Column: Al, Are You Listening?

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Mr. Carpenter is a writer and doctoral candidate in American history at the University of Illinois.

Al Gore's recent barn burner of a speech in Florida ignited both elation and, one suspects, acute depression. Most party faithfuls were thrilled right down to their partisan socks to hear Gore taking on Bush II with such refreshing elan, while other presidential hopefuls in attendance--John Kerry, Joe Lieberman, John Edwards, and Chris Dodd--likely were wishing Al would plunge off the stage, a la Bob Dole. The former vice president's performance seemed like a hard act to follow.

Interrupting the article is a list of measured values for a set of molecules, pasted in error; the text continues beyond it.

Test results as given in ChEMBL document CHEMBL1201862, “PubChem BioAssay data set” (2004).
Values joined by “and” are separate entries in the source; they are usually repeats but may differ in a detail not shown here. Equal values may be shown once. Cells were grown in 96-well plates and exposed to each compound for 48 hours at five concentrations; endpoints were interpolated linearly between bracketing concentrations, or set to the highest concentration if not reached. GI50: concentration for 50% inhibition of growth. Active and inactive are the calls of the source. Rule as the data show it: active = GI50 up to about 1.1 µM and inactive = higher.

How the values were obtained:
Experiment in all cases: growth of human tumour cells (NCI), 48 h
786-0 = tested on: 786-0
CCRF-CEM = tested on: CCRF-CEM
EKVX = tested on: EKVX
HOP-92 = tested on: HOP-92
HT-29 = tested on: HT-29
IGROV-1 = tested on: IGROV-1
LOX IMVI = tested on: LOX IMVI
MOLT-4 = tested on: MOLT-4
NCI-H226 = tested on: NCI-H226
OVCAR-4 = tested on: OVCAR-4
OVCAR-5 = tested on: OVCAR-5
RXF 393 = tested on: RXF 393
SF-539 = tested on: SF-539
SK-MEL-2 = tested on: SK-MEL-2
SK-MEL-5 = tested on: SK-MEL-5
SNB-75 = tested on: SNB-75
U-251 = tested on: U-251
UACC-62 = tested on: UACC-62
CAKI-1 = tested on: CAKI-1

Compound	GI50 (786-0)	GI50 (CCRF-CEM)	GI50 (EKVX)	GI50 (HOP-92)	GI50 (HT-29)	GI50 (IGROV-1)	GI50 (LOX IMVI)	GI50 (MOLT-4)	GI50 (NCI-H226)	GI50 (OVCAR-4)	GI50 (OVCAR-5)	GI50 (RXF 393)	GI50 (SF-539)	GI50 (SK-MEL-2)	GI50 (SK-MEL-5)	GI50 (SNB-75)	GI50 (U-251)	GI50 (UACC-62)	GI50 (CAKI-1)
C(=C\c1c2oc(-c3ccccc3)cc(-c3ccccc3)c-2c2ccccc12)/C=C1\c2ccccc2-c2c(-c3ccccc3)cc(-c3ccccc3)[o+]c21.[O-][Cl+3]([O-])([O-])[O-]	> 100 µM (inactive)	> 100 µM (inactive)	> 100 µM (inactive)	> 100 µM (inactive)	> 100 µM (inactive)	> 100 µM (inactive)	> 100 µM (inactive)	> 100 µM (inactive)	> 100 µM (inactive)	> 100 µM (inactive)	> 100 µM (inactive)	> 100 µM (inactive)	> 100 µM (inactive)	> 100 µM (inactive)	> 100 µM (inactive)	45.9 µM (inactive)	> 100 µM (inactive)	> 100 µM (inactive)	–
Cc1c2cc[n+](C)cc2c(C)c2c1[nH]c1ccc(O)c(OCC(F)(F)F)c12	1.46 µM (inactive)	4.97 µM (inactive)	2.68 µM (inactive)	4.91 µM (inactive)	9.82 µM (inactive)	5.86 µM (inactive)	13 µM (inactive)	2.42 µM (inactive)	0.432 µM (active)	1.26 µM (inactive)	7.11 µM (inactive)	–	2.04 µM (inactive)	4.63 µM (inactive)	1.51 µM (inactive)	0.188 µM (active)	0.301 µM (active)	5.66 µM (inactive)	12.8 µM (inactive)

On the other hand, Gore's next performance might not be a hard act to follow. And that's one of his two politically lethal flaws. He's up one day, down the next; he's rhetorically revved in Iowa, then barely conscious in Maine; he's animated before seniors, then catatonic before workers. Unlike his erstwhile boss, who always loved draining off excess testosterone by working up crowds (among other ways), the Man from Tennessee just ain't got no oratorical consistency. Gore might want to think about getting little amphetamine-booster shots each morning just to level himself out at a higher plateau. This might cause him to ramble a bit incoherently from time to time, but what the hell, the American electorate hasn't seemed to mind lo these many months of presidential incoherence, so never mind that.